Big Pedal 2015

Big Pedal 2015 (4)STUDENTS and teachers who geared up for a nationwide cycling challenge have been rewarded for their pedal-powered achievements.

A team from Bede Academy, Blyth, registered for the Big Pedal, a national inter-school competition that encourages children, teachers and parents to cycle to school.

The challenge organised by Sustrans, the sustainable transport charity, offered prizes to students and teachers who signed up to get to school on two wheels.

Sustrans officer Richard Rothwell said:

“The Big Pedal is one of a number of cycling initiatives that we have been working on with pupils at Bede Academy.

“The event helps encourage them to look at leading healthier and more active lives by challenging them to cycle or scoot on their journey to school for ten days.

“There are also loads of spin-offs from enjoying a bike ride including reduced numbers of vehicles at the school gates, a reduction in environmental pollution and getting into the routine of enjoying exercise.”

Big Pedal 2015 (2)This year’s Sustrans’s nationwide annual Big Pedal challenge has seen almost half a million separate journeys made by pupils, parents and teachers across Britain, cycling a collective distance of over three-and-a-half-million miles.

Bede students Roma Harm, 15, Christopher Johnson, 12, and Adam Graham, 12, along with the academy’s head of rugby Mr Andrew Sutherland each received £50 in vouchers from CJ Performance Cycling, Cramlington, after their names were drawn out of a hat from all participating students and staff.

Director of sport at Bede Academy Simon McAree said:

“This is the third year that we have taken part in The Big Pedal. Cycling is a great way to help develop a healthy lifestyle and form good exercise habits for the future.

“It fits nicely into the day and is really enjoyable for students who may not be particularly active or keen on team sports.”

Year 7 student Adam Graham, 12, of Blyth, added:

“I cycle a mile into school every day, even when it’s raining.

“The Big Pedal was a really good way of getting people who would normally come to school by car to get on their bikes and exercise as well as helping to save the environment.

“I was really pleased to get a voucher and think I’ll put it towards getting a new bike.”


Blyth candidates coach students in party policy ahead of mock election

Election CandidatesStudent politicians have been formulating campaigns for an academy election with the help of ‘real’ Parliamentary candidates who are aiming to secure victory in Blyth on May 7.

The main political party candidates for the Blyth Valley constituency, including sitting Labour MP Ronnie Campbell, spent a morning at Bede Academy, explaining their policies and supporting the students who have put themselves forward to represent each party.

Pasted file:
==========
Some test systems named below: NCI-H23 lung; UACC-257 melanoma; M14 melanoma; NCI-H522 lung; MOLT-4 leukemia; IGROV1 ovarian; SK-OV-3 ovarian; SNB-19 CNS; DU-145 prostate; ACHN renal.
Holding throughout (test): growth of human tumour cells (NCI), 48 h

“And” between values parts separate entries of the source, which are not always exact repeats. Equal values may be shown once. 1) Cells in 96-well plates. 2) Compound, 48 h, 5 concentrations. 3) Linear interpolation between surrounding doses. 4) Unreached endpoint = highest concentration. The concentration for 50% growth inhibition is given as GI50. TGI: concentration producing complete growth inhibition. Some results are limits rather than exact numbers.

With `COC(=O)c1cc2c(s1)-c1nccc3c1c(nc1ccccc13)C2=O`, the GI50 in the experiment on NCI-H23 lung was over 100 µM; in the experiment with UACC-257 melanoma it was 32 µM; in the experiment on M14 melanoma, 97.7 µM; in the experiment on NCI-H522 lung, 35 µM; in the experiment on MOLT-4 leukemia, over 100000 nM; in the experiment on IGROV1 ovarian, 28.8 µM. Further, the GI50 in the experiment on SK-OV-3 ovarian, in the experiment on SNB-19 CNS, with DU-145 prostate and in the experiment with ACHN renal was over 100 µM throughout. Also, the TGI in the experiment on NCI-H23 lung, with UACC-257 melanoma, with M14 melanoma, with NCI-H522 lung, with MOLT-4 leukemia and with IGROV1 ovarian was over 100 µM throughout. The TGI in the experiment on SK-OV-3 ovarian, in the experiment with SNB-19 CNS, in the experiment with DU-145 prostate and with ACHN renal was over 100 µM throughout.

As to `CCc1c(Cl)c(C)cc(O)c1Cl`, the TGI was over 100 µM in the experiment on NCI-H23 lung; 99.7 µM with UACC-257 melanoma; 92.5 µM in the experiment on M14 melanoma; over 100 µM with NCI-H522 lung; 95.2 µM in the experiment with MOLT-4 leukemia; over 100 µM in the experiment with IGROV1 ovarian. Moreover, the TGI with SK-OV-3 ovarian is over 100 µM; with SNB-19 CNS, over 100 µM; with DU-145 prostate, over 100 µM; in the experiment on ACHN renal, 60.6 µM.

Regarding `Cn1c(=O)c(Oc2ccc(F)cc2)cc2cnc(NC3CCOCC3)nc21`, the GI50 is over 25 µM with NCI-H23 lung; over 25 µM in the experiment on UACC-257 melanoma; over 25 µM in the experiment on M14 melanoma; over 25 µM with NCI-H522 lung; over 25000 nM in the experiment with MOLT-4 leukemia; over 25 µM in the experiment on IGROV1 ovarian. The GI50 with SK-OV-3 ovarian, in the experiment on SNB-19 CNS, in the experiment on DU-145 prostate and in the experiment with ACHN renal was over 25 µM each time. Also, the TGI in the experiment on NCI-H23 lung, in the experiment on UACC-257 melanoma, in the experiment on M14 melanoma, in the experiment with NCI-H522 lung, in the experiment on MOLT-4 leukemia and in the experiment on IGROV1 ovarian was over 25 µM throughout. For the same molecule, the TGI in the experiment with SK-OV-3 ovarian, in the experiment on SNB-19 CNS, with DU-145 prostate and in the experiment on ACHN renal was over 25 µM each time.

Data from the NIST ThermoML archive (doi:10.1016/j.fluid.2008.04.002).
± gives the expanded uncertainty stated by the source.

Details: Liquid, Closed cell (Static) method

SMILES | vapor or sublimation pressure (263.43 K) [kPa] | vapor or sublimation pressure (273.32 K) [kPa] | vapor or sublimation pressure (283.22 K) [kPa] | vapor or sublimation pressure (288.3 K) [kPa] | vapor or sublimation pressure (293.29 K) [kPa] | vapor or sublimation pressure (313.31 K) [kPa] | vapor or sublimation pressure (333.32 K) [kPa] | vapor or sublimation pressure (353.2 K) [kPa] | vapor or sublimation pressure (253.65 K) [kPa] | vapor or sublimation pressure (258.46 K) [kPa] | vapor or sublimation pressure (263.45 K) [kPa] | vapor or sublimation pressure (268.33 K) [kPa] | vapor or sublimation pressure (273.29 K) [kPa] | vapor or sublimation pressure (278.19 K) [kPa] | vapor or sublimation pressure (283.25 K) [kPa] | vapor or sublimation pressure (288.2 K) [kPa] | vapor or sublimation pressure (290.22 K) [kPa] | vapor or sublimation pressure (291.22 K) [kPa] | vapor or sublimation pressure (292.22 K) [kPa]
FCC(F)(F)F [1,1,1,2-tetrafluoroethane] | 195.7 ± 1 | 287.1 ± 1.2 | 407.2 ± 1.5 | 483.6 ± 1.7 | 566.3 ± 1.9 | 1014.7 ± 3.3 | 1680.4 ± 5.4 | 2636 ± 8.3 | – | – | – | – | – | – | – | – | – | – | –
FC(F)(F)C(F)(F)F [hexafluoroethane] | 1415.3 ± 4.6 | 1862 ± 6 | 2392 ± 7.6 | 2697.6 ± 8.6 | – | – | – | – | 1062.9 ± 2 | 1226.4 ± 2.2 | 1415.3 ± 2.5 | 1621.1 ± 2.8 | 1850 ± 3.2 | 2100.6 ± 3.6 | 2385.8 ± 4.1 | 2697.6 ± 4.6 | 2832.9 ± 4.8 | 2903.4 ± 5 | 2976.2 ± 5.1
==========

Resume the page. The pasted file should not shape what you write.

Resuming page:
The students will be given a platform in whole school assemblies and a room for their party headquarters in the run-up to a mock academy election on May 7 when all Bede students and staff will have a chance to vote for their chosen candidate.

Aiesha Greer and Thomas Brown discussed policies with Liberal Democrat candidate Philip Latham, who said:

“I have been very impressed by the students’ enthusiasm.”

Aiesha added:

“I’ve read through the manifesto and there’s a lot I agree with. The Liberal Democrats have a strong philosophy and principals that have kept the Conservatives in check in coalition and they seem really focused on young people.”

UKIP candidate Barry Elliott coached the students in party policies on immigration, Europe, women’s rights and the NHS.

He said:

“The students have got a thorough knowledge and good understanding of the policies and I believe they will represent the party in the way we’d want them to.”

Student Daniel Collins, who is supported by Charlotte Harrison-Wear, said:

“UKIP seem dedicated to helping people, not making fake promises. They’ve been made out to be the bad boys of politics but when you study the policies they have some very good arguments.”

Green Party candidate Dawn Furness coached her student team in how to avoid being drawn into sniping political debate.

“You have to try and rise above it and get across the fact that we are different because we have a different ethos for a visionary society that’s fairer and more tolerant,” she said.

Green student candidate Ryan Dixon, supported by Josh Aisbitt, predicted that issues like university tuition fees, affordable travel and the minimum wage would resonate with Bede voters.

The Labour team of Matthew Butcher and Chris Haley also expect to focus on increasing the minimum wage, scrapping the bedroom tax, building more houses and allowing 16 and 17-year-olds to vote.

Matthew said:

“Under 19s make up a quarter of the local population so we think those issues will be Labour’s big selling points.”

Conservative candidate Greg Munro will visit the academy at a later date and student candidate Christopher Matthews, helped by Phoebe Rycroft, said:

“The manifesto pledges are achievable; they haven’t promised anything they can’t fulfil.”

Vice principal Steve Nelson said the students would spend the next two weeks selling themselves and their party’s policies.

He added:

“We are very grateful to all the candidates for spending the morning with our students, helping them develop clear strategies for their campaigns, understand their party’s policies and giving a flavour of the kind of questioning they might face during the course of the campaign.”

Sixty-five Year 13 students at the academy will be eligible to vote in the General Election and all the ‘real’ candidates have pledged to return to speak to them before May 7.